amateur radio satellite ever built.  It is still performing although 
not as well as we had hoped. How many spacecraft do you know that have 
sustained an internal explosion and are still functioning?

Right now I serve as the the U.S. Hardware manager for the ARISS.  In 
that function I am responsible for the design of all U.S. Hardware on 
the ISS-HAM project.

I believe that AMSAT needs to complete the project Echo LEO satellite 
and then follow up with the Eagle high orbit P3 type satellite which is 
now on the drawing boards. Both will serve our customers who are you 
the members of AMSAT. Personally I enjoy the high orbit phase 3 type of 
satellites although I havenít been on much. There always seems to be a 
higher priority task either at home or with the ISS - HAM project.  I 
have been on UO-14 and AO-27 many times but am frustrated by the taxi 
drivers and the constant walking on each other. Some folks love that. 
That is good also. AMSAT is a diverse group and some folks will like 
and dislike whatever you do.

One of the things I bring to the board is a thorough understanding of 
what it takes to build a satellite and to operate a satellite. I think 
such representation is very much needed on the AMSAT BOD.

I am very concerned about the future of AMSAT.
It seems to me there are at least two major problems.
The most obvious is financial. AMSAT is using up itís reserves. This 
must stop!
There are several ways to stop that. One is to stop spending. In that 
case we would not be providing any services to the members and AMSAT 
would wither and die from the second illness and that is the membership 
loss. Personally I think itís the membership who makes AMSAT what it is 
and what can save it. We must find a way to bring back the enthusiasm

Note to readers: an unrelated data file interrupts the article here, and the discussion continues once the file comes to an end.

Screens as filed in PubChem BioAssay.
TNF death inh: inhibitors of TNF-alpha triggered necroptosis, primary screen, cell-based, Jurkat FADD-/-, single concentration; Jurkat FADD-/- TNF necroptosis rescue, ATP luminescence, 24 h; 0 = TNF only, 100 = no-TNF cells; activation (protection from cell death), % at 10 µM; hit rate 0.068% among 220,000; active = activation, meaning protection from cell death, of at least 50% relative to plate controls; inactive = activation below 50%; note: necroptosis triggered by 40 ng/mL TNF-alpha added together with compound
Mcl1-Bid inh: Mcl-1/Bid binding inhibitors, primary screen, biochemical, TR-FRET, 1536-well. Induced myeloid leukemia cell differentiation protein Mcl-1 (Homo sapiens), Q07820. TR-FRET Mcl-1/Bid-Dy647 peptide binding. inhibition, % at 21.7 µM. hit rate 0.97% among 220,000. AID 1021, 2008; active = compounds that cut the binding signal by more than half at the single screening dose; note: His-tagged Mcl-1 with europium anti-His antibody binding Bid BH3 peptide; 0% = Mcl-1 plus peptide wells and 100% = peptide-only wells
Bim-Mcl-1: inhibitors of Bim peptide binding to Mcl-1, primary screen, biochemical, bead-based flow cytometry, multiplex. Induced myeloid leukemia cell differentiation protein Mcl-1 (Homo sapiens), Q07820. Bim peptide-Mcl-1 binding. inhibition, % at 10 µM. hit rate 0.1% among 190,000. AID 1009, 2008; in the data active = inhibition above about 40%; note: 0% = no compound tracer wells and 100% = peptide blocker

and make the membership feel like they are getting their moneyís worth.

How do we do that? I am sure I donít have all the answers to that.  I 
do believe it can be done through careful  listening to and taking some 
actions on the memberís desires.

We also have to look for other sources of revenues.
Some have mentioned endowments. That will be wonderful if we can find 
sources of funds to put into the endowments.
I am not sure what the answer is. I do think we can do a better job of 
selling software and services to the public and to our members. We need 
to create a user friendly environment for all our members and 
customers. We need to contact previous members. If we make AMSAT the 
kind of organization everyone is proud to belong to the membership will 
be there.

In these days of poor economic times all not for profit organizations 
are having a hard time.
The key is to be resilient, to stick together and keep our sights 
focused on the future of Amateur Radio in Space. If we can succeed in 
that we can insure a future for AMSAT.

I will appreciate your support for the AMSAT BOD.

Lou McFadin W5DID AMSAT life member.

Sent via amsat-bb@amsat.org. Opinions expressed are those of the author.